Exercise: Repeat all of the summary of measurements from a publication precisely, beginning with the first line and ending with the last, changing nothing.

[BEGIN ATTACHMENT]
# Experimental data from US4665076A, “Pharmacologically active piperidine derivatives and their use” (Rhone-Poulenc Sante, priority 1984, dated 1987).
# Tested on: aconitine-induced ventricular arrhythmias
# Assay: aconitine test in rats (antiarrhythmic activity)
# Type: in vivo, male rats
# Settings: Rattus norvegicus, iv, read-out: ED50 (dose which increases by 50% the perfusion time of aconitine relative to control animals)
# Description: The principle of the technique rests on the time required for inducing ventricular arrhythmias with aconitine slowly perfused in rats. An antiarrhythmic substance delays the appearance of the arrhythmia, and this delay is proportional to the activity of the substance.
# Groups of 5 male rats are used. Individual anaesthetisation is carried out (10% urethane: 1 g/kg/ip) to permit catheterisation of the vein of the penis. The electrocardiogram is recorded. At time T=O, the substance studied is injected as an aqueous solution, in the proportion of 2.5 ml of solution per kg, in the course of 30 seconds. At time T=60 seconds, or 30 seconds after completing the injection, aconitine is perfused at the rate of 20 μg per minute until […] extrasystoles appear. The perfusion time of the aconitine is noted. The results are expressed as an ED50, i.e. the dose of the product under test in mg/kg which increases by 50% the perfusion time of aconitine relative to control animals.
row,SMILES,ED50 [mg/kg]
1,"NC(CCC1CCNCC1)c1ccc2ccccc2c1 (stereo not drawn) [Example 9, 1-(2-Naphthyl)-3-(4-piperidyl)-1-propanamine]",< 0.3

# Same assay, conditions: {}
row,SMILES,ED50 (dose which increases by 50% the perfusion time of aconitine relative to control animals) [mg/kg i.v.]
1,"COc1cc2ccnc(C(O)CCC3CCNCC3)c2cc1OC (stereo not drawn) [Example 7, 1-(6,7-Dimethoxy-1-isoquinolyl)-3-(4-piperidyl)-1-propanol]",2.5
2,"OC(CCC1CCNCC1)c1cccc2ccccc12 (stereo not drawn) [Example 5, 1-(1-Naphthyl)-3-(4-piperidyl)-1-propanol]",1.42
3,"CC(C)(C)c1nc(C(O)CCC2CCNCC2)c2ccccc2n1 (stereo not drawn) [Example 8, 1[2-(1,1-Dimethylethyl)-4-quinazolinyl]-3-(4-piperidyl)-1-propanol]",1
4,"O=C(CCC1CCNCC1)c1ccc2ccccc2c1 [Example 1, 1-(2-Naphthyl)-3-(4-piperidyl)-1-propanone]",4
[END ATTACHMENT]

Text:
# Experimental data from US4665076A, “Pharmacologically active piperidine derivatives and their use” (Rhone-Poulenc Sante, priority 1984, dated 1987).
# Tested on: aconitine-induced ventricular arrhythmias
# Assay: aconitine test in rats (antiarrhythmic activity)
# Type: in vivo, male rats
# Settings: Rattus norvegicus, iv, read-out: ED50 (dose which increases by 50% the perfusion time of aconitine relative to control animals)
# Description: The principle of the technique rests on the time required for inducing ventricular arrhythmias with aconitine slowly perfused in rats. An antiarrhythmic substance delays the appearance of the arrhythmia, and this delay is proportional to the activity of the substance.
# Groups of 5 male rats are used. Individual anaesthetisation is carried out (10% urethane: 1 g/kg/ip) to permit catheterisation of the vein of the penis. The electrocardiogram is recorded. At time T=O, the substance studied is injected as an aqueous solution, in the proportion of 2.5 ml of solution per kg, in the course of 30 seconds. At time T=60 seconds, or 30 seconds after completing the injection, aconitine is perfused at the rate of 20 μg per minute until […] extrasystoles appear. The perfusion time of the aconitine is noted. The results are expressed as an ED50, i.e. the dose of the product under test in mg/kg which increases by 50% the perfusion time of aconitine relative to control animals.
row,SMILES,ED50 [mg/kg]
1,"NC(CCC1CCNCC1)c1ccc2ccccc2c1 (stereo not drawn) [Example 9, 1-(2-Naphthyl)-3-(4-piperidyl)-1-propanamine]",< 0.3

# Same assay, conditions: {}
row,SMILES,ED50 (dose which increases by 50% the perfusion time of aconitine relative to control animals) [mg/kg i.v.]
1,"COc1cc2ccnc(C(O)CCC3CCNCC3)c2cc1OC (stereo not drawn) [Example 7, 1-(6,7-Dimethoxy-1-isoquinolyl)-3-(4-piperidyl)-1-propanol]",2.5
2,"OC(CCC1CCNCC1)c1cccc2ccccc12 (stereo not drawn) [Example 5, 1-(1-Naphthyl)-3-(4-piperidyl)-1-propanol]",1.42
3,"CC(C)(C)c1nc(C(O)CCC2CCNCC2)c2ccccc2n1 (stereo not drawn) [Example 8, 1[2-(1,1-Dimethylethyl)-4-quinazolinyl]-3-(4-piperidyl)-1-propanol]",1
4,"O=C(CCC1CCNCC1)c1ccc2ccccc2c1 [Example 1, 1-(2-Naphthyl)-3-(4-piperidyl)-1-propanone]",4